In the Company of Mushrooms:
A Biologist’s Tale
Elio Schaechter, the author of this attractive new book, is a professional microbiologist, long-time NAMA member, recipient of our prestigious Award for Contributions to Amateur Mycology, and recent cross-country transplant from Boston to San Diego. He has produced a very readable account of mushrooms and the people who love them, drawing on his experiences in vocation and avocation alike.
Even before opening the book, I was impressed by its particularly beautiful dust jacket. A photograph of a conifer woodland with mushrooms scattered about abundantly but subtly is overlain with inset photos of mushrooms to produce a very lovely presentation. Inside, there are four main sections -- “Mushrooms and other Fungi,” “Collecting, in Solitude and in Groups,” “Culinary Tales,” and “A Kingdom of Versatile Parts.” The first three are pretty much what their names suggest -- what mushrooms are and what they do, the thrill of the hunt, and the joy of mushroom cooking and eating. The final section consists of a potpourri of topics arranged in chapters entitled “Mushrooms, the Mind, and the Body,” “Murder and More Mushroom Mayhem,” “The Train Wrecker and Other Sturdy Mushrooms,” and “Insects as Fungus Gardeners.”
The entire book is entertaining and well written in a not too flowery style, which I appreciated. Along the way, Schaechter imparts some of his personal philosophy, which I found appealing. Consider, for instance, the following quotes:
“Going on a mushroom walk fulfills all sorts of other yearnings besides the gratification of foraging for natural food. I am excited by the zest of the hunt, challenged by the demands of identification, pleased by the encounter with species that have a special meaning to me, and charmed by especially handsome specimens.”
“Even if I bring home nothing for the table, I feel I have been rewarded by the pleasurable sight of mushrooms adorning the forest with a variety of shapes and colors. There is always something -- old or new -- to hold my attention.”
Fungi are immensely interesting organisms. Those who view mushrooms only as an exotic food are missing a lot!
The information in the book is an amalgamation of previously published things and personal anecdotes. Some of the former will be familiar to persons who have been done much mushroom reading -- for instance, the impression that stinkhorns made on certain Victorian ladies and that Nero ascended to the Emperorship of Rome as a result of the mushroom-assisted murder of his predecessor Claudius. Other tidbits, such as Sigmund Freud being an avid mushroomer and the prevalence of mushrooms in European coats-of-arms will be familiar to fewer readers. Overall, I found myself wishing for more of his personal experiences.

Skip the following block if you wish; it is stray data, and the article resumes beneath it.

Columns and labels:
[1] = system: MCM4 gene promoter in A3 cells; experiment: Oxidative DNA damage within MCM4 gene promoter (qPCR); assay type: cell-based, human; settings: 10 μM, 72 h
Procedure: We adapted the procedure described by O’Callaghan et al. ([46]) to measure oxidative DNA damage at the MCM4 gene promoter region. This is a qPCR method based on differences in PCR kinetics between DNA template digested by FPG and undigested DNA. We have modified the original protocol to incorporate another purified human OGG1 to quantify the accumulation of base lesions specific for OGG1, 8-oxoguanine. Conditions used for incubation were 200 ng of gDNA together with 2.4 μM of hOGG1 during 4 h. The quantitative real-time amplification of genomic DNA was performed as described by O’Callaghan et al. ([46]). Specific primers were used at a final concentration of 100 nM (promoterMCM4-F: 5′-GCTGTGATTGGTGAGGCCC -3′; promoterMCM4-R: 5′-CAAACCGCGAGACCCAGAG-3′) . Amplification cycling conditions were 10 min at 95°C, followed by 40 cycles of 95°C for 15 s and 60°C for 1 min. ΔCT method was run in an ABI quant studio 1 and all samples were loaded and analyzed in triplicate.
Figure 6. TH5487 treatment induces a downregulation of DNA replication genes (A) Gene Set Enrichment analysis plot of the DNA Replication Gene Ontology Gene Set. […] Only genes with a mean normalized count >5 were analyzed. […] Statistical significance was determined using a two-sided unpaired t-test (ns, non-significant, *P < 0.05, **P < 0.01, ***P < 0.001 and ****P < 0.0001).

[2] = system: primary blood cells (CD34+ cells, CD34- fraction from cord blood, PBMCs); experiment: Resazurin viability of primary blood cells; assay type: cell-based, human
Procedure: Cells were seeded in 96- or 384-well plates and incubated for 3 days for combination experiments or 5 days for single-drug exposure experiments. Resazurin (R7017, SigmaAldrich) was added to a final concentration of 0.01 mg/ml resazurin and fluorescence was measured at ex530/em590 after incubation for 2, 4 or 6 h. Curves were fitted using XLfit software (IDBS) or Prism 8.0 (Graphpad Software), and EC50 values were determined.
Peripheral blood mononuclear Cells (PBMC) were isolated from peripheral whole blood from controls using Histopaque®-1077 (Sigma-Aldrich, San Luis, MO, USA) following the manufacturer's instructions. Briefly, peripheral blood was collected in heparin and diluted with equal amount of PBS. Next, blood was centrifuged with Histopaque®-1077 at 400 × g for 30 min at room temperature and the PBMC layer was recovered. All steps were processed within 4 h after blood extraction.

A problem I had with the book stems from the fact that Dr. Schaechter, until recently at least, lived on the East Coast and, apparently as a result, some of the information he imparts about the West Coast is misleading or wrong. For instance:
- Two serious poisoning incidents in the San Francisco Bay and Portland areas are attributed to Amanita virosa. The culprit actually was A. phalloides; A. virosa has not been documented from the Pacific Coast.
- It is stated that western King Boletes “tend to be free of ‘worms’” in contrast to their usual condition in the East. Many a frustrated day-late bolete picker from California and points north will respond “NOT SO” to that statement. Even here, it takes an early bird to beat the worm.
- The comments on the edibility of sulfur shelf and honey mushroom (he rates them quite highly) don’t quite fit with my experience in the West where these mushrooms are generally not at the top of most lists of favorite edibles. This may be due to east-west differences in species (both Laetiporus and Armillaria have been shown to be made up of several biological species) and perhaps in the type of wood they grow on. Certainly, sulfur shelf on California Eucalyptus is no gourmand’s delight, and may even add to the business at the local emergency room!
- And yes, even here in reputed “mushroom paradise,” we have more dry mushroom-challenged seasons than we care to think about.
However, these are details that will be of little concern to most readers (except perhaps those who come 3000 miles looking for worm-free ceps). Overall, I found the book to be interesting and enjoyable, and to paint an accurate picture of our favorite hobby. A good gift idea for friends who either enjoy mushrooming or wonder why you do.
— Review by Steve Trudell, Seattle, WA
— Originally published in The Mycophile